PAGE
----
Q&A with Coach Daryl Jackson

2004 was a record-breaking year for quarterback Andrew Walter. The natural byproduct of that performance was the solid play of the Sun Devil wide receivers. In this exclusive DevilsDigest interview, we talked to ASU's wide receivers coach about the group's showing last season, as well as its prospects in 2005.

DevilsDigest: Coach, let's start with the wide receivers signed in the 2005 recruiting class. What can you tell us about them and the skills that they bring to the table?

Daryl Jackson: Chris McGaha – "Chris is an athletic receiver. He was player of the year in the state of Arizona, so that pretty much sums it up as far as his abilities to make plays. He has a great knack of finding ways to make people miss and getting into in the end zone. In the game of football there are three things you need to do: catch it, make people miss, and get into the end zone – he does all three extremely well. He's a very fast receiver too."

Brandon Smith – "He's a taller receiver that runs a 10.5 (in the 100 meters). He's rangy and tall, which gives the quarterback a little more room to throw the ball. He's can stretch a defense similar to what Chris can do. The great thing about him is that he has the height, and in today's football we always try to find that taller receiver that can run, and he has that combination of speed and height."

DD: Speaking of physical wide receivers, do you see that recruiting that type of player has become a popular recruiting trend, much like the trend of recruiting taller cornerbacks?

DJ: "Yes that is the trend in general. You're always looking for that taller guy. From a receiver's standpoint, the one thing you can't take into account is the range that a receiver has when the ball is in the air. They are some great short receivers, like Troy Brown for the New England Patriots. He had a big impact, and he's not the tallest of guys. But he makes plays. But then you have taller receivers, so when the quarterback puts the ball a little high they have the ability to go up and get the ball. That gives the quarterback a little more range as to where he can put the ball. If you're playing against corners that are shorter than your receivers, of course it gives you an advantage. Then you have corners that have a 45 inch vertical, so it really doesn't mater (smile)."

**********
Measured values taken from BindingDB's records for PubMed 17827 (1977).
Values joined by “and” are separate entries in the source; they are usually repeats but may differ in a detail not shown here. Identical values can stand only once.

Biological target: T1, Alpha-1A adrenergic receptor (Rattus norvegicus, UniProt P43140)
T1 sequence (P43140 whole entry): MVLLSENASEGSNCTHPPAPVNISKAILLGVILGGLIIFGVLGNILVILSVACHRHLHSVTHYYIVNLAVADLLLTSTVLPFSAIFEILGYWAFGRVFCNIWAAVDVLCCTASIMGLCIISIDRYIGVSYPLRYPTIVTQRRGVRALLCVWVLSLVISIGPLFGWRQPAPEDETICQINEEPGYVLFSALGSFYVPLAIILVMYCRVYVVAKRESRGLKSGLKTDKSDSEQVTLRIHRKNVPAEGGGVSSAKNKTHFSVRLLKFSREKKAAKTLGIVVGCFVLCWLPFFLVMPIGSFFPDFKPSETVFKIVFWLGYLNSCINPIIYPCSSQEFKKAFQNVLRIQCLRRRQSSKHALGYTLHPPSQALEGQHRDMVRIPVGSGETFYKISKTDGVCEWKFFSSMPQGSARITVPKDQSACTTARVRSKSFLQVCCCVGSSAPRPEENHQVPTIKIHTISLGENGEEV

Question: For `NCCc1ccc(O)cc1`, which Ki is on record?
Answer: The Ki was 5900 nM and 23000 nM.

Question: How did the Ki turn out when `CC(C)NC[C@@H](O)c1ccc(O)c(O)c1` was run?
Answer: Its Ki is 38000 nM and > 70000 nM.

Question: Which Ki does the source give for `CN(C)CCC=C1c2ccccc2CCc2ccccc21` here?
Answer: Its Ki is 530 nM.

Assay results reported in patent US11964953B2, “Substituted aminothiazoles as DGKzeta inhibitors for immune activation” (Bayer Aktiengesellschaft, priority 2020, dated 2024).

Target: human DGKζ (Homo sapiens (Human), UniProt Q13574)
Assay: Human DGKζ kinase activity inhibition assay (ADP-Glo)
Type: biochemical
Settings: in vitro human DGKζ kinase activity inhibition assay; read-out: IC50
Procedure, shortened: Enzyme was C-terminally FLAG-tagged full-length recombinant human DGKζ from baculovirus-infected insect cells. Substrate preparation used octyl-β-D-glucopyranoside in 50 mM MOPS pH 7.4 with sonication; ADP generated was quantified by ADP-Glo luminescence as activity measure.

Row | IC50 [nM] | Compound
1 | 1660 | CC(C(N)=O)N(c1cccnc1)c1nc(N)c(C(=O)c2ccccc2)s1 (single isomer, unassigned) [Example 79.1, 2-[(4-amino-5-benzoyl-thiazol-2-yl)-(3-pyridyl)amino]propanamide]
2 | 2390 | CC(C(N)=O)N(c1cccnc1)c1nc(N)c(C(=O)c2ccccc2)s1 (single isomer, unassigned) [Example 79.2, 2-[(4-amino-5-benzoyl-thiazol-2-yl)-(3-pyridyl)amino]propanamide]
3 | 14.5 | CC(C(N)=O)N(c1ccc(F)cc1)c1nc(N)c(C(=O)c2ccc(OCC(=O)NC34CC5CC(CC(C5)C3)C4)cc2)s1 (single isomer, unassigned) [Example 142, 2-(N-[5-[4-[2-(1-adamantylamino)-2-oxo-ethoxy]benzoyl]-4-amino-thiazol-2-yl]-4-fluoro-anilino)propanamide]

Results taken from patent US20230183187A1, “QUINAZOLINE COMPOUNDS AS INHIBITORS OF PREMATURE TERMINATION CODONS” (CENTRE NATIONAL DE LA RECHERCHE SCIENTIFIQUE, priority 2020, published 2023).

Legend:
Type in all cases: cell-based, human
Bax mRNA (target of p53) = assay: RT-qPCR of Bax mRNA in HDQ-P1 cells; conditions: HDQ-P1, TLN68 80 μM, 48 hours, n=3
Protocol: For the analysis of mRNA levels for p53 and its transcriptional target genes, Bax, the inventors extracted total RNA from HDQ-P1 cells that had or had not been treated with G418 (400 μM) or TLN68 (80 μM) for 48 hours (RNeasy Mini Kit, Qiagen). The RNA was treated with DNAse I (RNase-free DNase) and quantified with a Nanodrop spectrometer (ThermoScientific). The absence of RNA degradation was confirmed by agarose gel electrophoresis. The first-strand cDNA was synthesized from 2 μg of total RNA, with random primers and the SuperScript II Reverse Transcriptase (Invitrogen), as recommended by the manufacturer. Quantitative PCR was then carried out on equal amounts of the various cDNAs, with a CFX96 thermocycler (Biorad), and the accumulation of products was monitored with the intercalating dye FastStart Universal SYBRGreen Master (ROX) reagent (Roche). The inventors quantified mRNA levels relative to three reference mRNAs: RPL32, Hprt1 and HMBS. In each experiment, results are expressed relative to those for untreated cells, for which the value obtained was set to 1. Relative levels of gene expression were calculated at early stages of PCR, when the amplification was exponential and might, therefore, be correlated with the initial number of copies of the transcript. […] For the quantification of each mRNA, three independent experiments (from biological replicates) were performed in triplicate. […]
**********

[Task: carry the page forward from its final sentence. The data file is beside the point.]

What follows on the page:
DD: Some pro football experts are equating the passing game these days to basketball, saying that most of the passing plays are nothing more than jump balls. Is there some truth to that?

DJ: "I truly don't believe that. I don't think it's a jump ball situation. It depends on the system that you're running. If anyone watched the Super Bowl – I don't think you saw that at all, and New England has won it three out of the last four years."

DD: At this point of the off-season you had the chance to review a great part of the 2004 campaign. How would you evaluate the wide receivers' performance?

DJ: "We're a 9-3 and Sun Bowl champions – that's my evaluation (smile). Bottom line is that we got the victories and the check marks in the right column, and the rest just takes care of itself. The one pleasing thing is that we decreased the number of dropped balls from the previous year. The other thing we did well is fight adversity. Our whole team made plays when plays needed to be made."

DD: When you look at the various components of wide receiver such as run blocking, route running, etc. Were you pleased with those aspects last season?